Much more intense is the pleasure associated with acts involved in human procreation. Given the many sacrifices required to provide for and raise a family, one could imagine that the human race would eventually die out if there were no pleasure associated with the sexual act.
If the passions of man were completely under the control of right reason, man would act in accordance with the noble designs of our Creator. However, “because of original sin, which we all inherit from Adam and Eve,” explains Fr. Kenneth Baker, SJ, “our passions are not under the complete control of our reason. We are afflicted with…concupiscence [which] means that our passions want to go their own way and resist the control of reason” (Doctrinal Sermons on the CCC, p. 141).
The disorder that has been brought to our passions is perhaps best summed up by St. Paul in his Letter to the Romans: “I do not do the good I want, but the evil I do not want is what I do” (Romans 7:19). It is easy to transgress the limits of reason and enter areas of illicit and sinful behavior — and for precisely this reason the virtue of temperance is so important.
Fr. Jordan Aumann, OP, expertly encapsulates the essential purpose of temperance in the Christian life: “The instincts, the functions, and the pleasures involved in the preservation of the individual and the species are good in themselves and have a noble purpose. Consequently, it is not a question of annihilating or completely suppressing these instincts, but of regulating their use according to the rule of reason, the light of faith, and one’s particular vocation and circumstances in life. The infused virtue of temperance enables the individual to use these functions and enjoy their concomitant pleasures for an honest and supernatural end” (Spiritual Theology [SpT], p. 297-298).
In Understanding Your Ten Talents (UTT), Dr. Kevin Vost, Psy.D, pithily states: “Temperance seeks not to destroy pleasure, but to remove our desires from the pleasures that would destroy us” (p. 101).

Shame And Honor

Before continuing, it would be instructive to provide definitions for some key Thomistic conventions that have been used throughout our treatment of the four cardinal virtues. “Each of the cardinal virtues,” explains Fr. Jordan Aumann, “can be divided into integral parts, subjective parts, and potential parts” (SpT, p. 87).
The integral parts are those aspects that are necessary for the perfect exercise of the virtue. The subjective parts are various species of the principal virtue. Finally, the potential parts are annexed virtues that do not have the full force and power of the principal virtue but are in some way related (cf. SpT, pp. 87-88).
The exercise of temperance includes two integral parts: a sense of shame and a sense of honor. St. Thomas refers to them as “shamefacedness, whereby one recoils from the disgrace that is contrary to temperance, and honesty, whereby one loves the beauty of temperance” (STh II-II, Q. 143, art. 1). The first, a sense of shame, is a praiseworthy emotion that causes a person to fear the embarrassment associated with an action that is degrading and base. It is a sense of shamefulness regarding the sin itself and is a strong motivator for one to refrain from the act.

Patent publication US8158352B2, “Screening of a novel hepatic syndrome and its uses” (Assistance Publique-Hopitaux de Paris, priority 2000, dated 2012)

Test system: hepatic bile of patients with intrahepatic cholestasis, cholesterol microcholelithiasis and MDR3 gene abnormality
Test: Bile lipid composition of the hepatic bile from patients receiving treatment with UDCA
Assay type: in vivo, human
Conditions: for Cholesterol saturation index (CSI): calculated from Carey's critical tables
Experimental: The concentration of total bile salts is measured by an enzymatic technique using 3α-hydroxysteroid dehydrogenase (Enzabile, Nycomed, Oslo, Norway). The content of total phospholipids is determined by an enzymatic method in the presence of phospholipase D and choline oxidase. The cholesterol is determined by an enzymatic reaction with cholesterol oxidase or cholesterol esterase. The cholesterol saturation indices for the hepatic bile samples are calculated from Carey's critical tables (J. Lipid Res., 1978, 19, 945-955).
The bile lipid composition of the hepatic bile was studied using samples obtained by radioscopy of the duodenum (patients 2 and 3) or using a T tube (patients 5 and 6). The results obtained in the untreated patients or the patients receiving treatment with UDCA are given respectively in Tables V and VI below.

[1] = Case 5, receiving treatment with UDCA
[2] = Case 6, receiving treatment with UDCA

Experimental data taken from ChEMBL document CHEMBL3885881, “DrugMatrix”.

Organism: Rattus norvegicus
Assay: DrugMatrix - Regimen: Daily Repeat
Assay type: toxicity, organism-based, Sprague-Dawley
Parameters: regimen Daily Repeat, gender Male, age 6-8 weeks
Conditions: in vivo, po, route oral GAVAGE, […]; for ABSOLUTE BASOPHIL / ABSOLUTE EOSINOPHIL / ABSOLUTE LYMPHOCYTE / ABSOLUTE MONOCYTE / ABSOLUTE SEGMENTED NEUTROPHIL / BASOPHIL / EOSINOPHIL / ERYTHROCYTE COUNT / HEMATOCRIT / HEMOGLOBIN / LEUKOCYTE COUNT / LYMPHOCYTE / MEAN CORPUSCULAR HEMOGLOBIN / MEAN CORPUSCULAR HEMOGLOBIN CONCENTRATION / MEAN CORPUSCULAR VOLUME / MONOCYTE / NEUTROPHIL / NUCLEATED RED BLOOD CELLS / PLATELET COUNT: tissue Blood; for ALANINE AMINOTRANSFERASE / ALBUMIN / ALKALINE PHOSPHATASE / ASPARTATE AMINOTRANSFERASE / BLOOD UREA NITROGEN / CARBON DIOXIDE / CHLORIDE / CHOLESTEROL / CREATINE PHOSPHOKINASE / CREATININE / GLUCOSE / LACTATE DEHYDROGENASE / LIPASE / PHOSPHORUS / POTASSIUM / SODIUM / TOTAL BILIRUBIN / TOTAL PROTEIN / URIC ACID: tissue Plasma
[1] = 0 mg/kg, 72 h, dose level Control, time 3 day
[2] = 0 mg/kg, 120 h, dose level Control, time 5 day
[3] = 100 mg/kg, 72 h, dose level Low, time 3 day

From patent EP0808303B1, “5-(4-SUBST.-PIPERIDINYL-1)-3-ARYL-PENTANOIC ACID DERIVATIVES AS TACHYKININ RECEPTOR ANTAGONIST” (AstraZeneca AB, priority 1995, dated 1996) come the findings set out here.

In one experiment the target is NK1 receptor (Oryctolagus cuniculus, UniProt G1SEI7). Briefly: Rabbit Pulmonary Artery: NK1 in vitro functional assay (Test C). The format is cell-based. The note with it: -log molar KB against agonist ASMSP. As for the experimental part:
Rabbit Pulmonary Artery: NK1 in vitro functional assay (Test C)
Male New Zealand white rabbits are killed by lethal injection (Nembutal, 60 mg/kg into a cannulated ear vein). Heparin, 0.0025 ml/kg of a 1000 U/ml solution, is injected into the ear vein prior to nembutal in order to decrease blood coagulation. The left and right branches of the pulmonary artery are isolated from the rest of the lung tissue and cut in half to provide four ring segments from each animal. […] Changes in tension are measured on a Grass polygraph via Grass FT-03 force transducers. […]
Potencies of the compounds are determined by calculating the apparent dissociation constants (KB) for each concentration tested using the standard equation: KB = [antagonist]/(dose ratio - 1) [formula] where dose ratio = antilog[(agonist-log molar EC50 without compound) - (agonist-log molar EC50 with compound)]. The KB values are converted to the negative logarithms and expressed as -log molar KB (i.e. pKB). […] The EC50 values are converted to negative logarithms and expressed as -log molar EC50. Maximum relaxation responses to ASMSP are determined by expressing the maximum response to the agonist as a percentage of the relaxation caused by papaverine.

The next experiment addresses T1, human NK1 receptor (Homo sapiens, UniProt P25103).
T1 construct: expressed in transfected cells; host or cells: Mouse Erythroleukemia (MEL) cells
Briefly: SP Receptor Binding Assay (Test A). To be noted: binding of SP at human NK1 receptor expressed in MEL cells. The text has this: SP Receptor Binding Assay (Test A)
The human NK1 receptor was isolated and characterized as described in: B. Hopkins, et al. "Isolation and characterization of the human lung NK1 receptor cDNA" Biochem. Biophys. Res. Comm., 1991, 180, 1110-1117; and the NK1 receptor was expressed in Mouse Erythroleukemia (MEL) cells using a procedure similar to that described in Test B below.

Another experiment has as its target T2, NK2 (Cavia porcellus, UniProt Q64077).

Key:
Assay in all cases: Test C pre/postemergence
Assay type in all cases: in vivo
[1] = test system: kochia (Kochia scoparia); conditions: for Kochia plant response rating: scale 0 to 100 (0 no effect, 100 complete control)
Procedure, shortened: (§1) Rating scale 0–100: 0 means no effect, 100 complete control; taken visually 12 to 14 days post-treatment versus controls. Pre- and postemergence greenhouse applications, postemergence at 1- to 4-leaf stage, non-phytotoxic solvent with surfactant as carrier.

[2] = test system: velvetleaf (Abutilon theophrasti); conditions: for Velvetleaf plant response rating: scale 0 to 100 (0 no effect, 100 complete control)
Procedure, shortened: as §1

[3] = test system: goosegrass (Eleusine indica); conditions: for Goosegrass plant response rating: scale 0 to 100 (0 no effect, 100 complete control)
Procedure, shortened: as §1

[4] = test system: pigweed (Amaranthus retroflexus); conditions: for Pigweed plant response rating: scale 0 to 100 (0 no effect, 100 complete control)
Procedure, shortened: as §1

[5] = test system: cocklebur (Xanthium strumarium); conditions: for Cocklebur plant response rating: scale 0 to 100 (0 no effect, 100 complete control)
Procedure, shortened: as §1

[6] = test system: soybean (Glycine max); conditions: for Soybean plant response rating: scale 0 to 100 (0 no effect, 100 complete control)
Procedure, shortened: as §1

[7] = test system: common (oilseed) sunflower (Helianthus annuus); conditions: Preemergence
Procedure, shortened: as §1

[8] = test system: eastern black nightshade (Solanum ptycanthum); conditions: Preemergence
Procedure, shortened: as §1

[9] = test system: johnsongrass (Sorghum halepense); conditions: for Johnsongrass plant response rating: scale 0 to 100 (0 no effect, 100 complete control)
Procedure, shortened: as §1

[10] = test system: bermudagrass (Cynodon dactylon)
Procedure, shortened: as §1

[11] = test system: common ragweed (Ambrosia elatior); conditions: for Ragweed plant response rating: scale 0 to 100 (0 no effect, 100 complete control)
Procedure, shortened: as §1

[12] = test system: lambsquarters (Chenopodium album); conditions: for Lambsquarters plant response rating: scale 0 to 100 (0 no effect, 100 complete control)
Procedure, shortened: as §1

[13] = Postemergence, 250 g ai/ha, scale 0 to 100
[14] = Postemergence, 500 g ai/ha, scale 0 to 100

The Angelic Doctor writes that one is more likely to experience shame before those who are closest to him (e.g., relatives, friends, and close associates) than before strangers (cf. STh II-II, Q. 144, art. 3). However, as noted by Msgr. Paul J. Glenn, “a man may become so immersed in evil that he loses shame, and may even boast of doing what is shameful” (A Tour of the Summa, p. 275).
This propensity, unfortunately, has become commonplace in a culture where many live by the mantra “If it feels good, do it.” What is the solution? As Pope St. John Paul II wrote in his 1984 apostolic exhortation, “The restoration of a proper sense of sin is the first way of facing the grave spiritual crisis looming over man today” (Reconciliatio et Paenitentia, n. 18 § 11).
The second integral part of temperance, honesty (derived from the word for “honor”) is an appreciation for the spiritual beauty associated with temperate behavior. “As much as the temperate man abhors the disgraceful,” states Dr. Vost, “he is drawn to the truly beautiful, and one thing of great spiritual beauty is the virtue of honesty” (UTT, p. 102).
St. Thomas affirms that “spiritual beauty [of temperance] consists in a man’s conduct or actions being well-proportioned in respect of the spiritual clarity of reason” (STh II-II, Q. 145, art. 2).

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(Don Fier serves on the board of directors for The Catholic Servant, a Minneapolis-based monthly publication. He and his wife are the parents of seven children. Fier is a 2009 graduate of Ave Maria University’s Institute for Pastoral Theology. He is a Consecrated Marian Catechist.)